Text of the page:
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All about AI

Posted 3:38 p.m. Wednesday, May 1, 2024

UW-La Crosse class in spring 2024.

AI Summit May 17 brings together faculty, staff to discuss perspectives, emerging practices and critical issues 

Artificial Intelligence has been advancing rapidly, both enhancing and disrupting the work of professionals across career fields. In higher education, faculty have been experimenting with innovative applications and assessing the potential and limitations of AI for teaching and learning.  

While the technology has the potential to speed processes and spur creative projects, it has also opened the door for academic misuse and abuse of the technology. College students across the country have received mixed messages, with some instructors banning the use of AI and others requiring it for assignments.  

With the great deal of uncertainty about AI, an AI Summit at UW-La Crosse aims to bring together faculty and staff from across campus to share diverse perspectives, emerging practices, and critical issues related to AI in higher education. 

UWL will hold an Artificial intelligence Summit from 9 a.m.-1 p.m. Friday, May 17, at the Student Union. UWL faculty and staff can register for the free summit on the AI Summit website. Early registration is encouraged. 

Artificial Intelligence Summit

The goal of the summit is to help faculty and staff:

  • Recognize the importance of working with AI as an emerging career competency for students. 
  • Gain ideas for classroom applications, including AI-enhanced assignments, feedback, and other activities that will benefit student learning. 
  • Participate in dialogue about, and hear diverse perspectives on, academic integrity, ethics, and responsible use. 
  • Learn about current attitudes toward, and uses of, AI technologies among students and instructors. 

The event will include opening remarks, concurrent sessions, panel discussions, roundtable discussions and more.

During an “AI & Academic Integrity” panel at 11 a.m. members of the campus community will discuss issues of plagiarism, cheating, and appropriate uses of AI technology in the classroom. The panel will include the College of Business Administration Dean, representatives from Faculty Senate and Student Life, as well as a UWL student. “We hope that this kind of conversation will lead to greater consistency and transparency as the university tries to shape policy over the coming semesters,” says Chris McCracken, UWL assistant professor of English.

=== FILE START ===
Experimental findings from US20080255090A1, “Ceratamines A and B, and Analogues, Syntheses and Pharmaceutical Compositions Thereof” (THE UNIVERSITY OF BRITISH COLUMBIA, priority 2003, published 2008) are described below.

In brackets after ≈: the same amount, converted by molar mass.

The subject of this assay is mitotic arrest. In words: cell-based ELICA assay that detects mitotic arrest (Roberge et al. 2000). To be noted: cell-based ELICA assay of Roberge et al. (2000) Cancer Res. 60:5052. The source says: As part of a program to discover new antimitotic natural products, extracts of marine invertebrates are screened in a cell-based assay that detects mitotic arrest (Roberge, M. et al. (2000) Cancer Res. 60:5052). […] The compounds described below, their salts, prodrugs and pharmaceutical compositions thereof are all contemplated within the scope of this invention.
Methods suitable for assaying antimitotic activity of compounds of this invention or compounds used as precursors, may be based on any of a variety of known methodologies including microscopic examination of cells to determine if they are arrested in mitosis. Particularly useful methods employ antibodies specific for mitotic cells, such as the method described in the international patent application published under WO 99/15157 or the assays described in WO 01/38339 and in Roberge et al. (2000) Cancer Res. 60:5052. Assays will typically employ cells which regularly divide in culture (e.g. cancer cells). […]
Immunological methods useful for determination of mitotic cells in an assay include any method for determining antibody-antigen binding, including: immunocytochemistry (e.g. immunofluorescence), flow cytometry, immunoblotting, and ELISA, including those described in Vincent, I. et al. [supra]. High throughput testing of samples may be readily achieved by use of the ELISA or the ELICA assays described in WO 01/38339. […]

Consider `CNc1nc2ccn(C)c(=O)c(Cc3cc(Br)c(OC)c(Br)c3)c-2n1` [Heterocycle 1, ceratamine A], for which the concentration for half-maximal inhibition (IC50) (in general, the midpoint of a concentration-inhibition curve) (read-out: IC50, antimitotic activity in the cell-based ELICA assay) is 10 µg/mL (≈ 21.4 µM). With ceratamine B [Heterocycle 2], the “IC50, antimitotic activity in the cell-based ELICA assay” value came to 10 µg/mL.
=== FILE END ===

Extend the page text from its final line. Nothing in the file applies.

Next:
During a session “AI Across Campus” at 1 p.m. different stakeholders from across campus, including the ACCESS Center, the Office of Research and Sponsored Programs, Career Services, and the Murphy Library will provide essential advice and perspectives that will impact all instructors, students and administrators. 

The AI Summit isn’t the first time the UWL campus has engaged in dialog about AI. UWL’s Center for Advancing Teaching and Learning has and will continue to offer events and programming related to AI, including an AI Community of Practice where instructors regularly discuss their experiences, challenges, and opportunities with AI. The Science of Learning Institute: Enhancing Student Learning with AI is another opportunity this summer for faculty to learn how to use AI as a teaching and learning tool. 


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For more information, contact University Marketing & Communications at 608.785.8487.